Law enforcement officers in the United States own firearms at high rates and rarely engage in secure firearm storage, which could increase their risk for suicide, according to a Rutgers study.
The researchers, whose study appears in the journal Injury Prevention, examined data from 369 law enforcement officers in the U.S. Information about firearm ownership, storage, suicide risk and demographics were included in the present study.
Overall, 70.5% of law enforcement officers report owning a firearm. The most common type of firearms owned were handguns (79.7%) followed by shotguns (61.1%) and rifles (57.5%). A sharp majority, 78.9%, reported owning more than one type of firearm.
Law enforcement officers reported low rates of engagement in secure firearm storage. The most common type of secure storage methods used were gun safes (39.8%), followed by locking devices such as trigger or cable locks (31.2%). According to the study, 57.6% of the sample reported lifetime thoughts of suicide and those with lifetime thoughts of suicide were more likely to own firearms.
“Historically, law enforcement officers have had higher rates of suicidal thoughts and behaviors,” said Allison Bond, clinical psychology doctoral candidate with the New Jersey Gun Violence Research Center at Rutgers and the first author of the study. “We found that not only are they experiencing high rates of suicidal thoughts, but those who have had suicidal thoughts are more likely to own firearms, and are often not engaging in secure storage.
“This is concerning because access to a firearm increases the risk for several types of firearm related injuries and death, including suicide; and this risk is even higher when a firearm is not stored securely. We need to work with law enforcement officers to determine ways to increase secure storage.”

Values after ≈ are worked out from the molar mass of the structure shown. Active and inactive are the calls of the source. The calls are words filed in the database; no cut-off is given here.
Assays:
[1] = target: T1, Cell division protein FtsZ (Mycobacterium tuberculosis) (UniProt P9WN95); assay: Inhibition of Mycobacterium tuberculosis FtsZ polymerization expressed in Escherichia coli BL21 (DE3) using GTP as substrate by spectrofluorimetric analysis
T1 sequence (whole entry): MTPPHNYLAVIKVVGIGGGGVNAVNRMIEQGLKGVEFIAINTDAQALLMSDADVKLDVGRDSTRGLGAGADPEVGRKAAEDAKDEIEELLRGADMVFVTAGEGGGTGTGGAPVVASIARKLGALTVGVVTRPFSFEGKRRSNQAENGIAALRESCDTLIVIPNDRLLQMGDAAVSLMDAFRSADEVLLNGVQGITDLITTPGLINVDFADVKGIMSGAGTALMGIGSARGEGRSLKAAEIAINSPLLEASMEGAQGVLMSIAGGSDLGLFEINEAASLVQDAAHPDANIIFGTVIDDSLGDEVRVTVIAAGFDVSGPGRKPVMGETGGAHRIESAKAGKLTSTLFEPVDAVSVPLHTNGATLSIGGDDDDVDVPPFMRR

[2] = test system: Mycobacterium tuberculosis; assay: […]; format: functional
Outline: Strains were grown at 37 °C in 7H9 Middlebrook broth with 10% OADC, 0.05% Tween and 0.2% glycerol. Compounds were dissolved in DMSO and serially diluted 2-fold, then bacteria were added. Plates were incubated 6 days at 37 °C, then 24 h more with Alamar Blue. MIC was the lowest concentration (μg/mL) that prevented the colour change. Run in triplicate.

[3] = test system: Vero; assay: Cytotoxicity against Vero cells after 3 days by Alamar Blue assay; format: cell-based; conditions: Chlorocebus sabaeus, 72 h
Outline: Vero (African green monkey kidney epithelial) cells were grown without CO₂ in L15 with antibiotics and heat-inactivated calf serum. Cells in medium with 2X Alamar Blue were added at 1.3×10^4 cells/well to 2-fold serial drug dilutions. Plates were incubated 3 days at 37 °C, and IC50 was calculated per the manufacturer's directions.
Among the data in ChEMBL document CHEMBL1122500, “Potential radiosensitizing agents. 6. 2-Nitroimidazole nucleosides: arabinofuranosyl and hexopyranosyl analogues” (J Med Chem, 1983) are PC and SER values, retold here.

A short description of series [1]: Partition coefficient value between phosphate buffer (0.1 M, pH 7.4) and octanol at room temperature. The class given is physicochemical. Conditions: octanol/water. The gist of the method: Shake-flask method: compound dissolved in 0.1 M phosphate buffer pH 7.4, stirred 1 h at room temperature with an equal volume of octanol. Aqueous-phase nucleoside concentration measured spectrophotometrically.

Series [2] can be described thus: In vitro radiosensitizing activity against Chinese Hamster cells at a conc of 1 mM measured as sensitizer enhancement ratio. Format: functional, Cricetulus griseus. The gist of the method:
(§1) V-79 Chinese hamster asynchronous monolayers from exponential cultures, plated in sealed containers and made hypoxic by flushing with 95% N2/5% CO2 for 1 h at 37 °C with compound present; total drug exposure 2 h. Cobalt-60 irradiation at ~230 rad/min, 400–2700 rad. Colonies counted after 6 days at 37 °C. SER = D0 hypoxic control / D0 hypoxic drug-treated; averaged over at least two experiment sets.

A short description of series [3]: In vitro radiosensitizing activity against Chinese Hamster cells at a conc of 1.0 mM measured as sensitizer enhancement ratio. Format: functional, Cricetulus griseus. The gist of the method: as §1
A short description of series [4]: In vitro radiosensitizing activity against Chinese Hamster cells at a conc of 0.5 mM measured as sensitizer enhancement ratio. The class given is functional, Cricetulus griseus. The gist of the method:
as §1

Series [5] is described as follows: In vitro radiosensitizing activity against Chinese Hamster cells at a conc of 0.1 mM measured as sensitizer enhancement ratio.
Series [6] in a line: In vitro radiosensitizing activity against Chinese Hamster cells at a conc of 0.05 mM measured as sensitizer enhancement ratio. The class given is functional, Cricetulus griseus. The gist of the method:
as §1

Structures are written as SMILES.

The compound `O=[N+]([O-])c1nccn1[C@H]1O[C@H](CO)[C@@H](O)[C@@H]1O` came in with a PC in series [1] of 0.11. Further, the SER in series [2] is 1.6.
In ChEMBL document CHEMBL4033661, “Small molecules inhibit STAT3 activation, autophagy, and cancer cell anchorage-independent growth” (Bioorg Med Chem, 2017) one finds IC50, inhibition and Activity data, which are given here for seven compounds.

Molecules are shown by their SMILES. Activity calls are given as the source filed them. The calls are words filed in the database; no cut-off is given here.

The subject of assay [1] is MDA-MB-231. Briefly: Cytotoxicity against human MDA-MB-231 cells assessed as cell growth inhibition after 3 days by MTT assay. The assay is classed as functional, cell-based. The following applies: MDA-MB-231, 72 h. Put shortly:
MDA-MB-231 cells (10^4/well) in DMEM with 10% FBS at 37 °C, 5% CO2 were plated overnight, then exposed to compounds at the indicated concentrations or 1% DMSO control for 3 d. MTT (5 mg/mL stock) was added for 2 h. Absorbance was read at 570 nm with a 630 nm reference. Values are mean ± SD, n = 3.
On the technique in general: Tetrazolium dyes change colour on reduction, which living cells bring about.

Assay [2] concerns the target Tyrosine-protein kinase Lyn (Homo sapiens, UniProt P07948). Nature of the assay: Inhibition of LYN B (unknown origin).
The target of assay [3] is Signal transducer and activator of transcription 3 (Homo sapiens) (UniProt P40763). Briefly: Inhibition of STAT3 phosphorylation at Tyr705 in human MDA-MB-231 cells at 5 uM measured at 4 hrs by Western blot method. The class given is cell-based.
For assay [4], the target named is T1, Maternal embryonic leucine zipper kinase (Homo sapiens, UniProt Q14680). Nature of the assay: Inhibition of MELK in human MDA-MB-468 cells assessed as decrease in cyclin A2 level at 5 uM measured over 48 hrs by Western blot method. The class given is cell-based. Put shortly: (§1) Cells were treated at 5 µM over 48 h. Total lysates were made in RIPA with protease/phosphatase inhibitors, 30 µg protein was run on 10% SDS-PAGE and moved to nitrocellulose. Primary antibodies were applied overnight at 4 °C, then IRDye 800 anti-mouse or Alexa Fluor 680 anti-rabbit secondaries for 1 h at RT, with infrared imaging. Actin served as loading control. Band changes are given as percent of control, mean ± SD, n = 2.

Previous research has found that law enforcement officers have high rates of suicidal thoughts and behaviors than the general population, and a high percentage of their suicide deaths result from firearms.
“If law enforcement officers experiencing suicidal thoughts are more likely to have quick access to an unsecured firearm, there is a greater risk that, in their worst moment, they will reach for and use by far the most lethal method for suicide,” said Michael Anestis, executive director of the New Jersey Gun Violence Research Center and an associate professor at Rutgers School of Public Health.
Anestis, the senior author of the study, added, “We do not always know when an officer is suffering with suicidal thoughts, so we need to work with that community to foster a general tendency to store firearms securely by default so that, if they one day find themselves thinking about suicide, it will be more difficult for them to make a deadly decision in response to those thoughts.”
Allison E Bond et al, Law enforcement and firearms: understanding firearm ownership and storage habits, Injury Prevention (2023). DOI: 10.1136/ip-2023-044919
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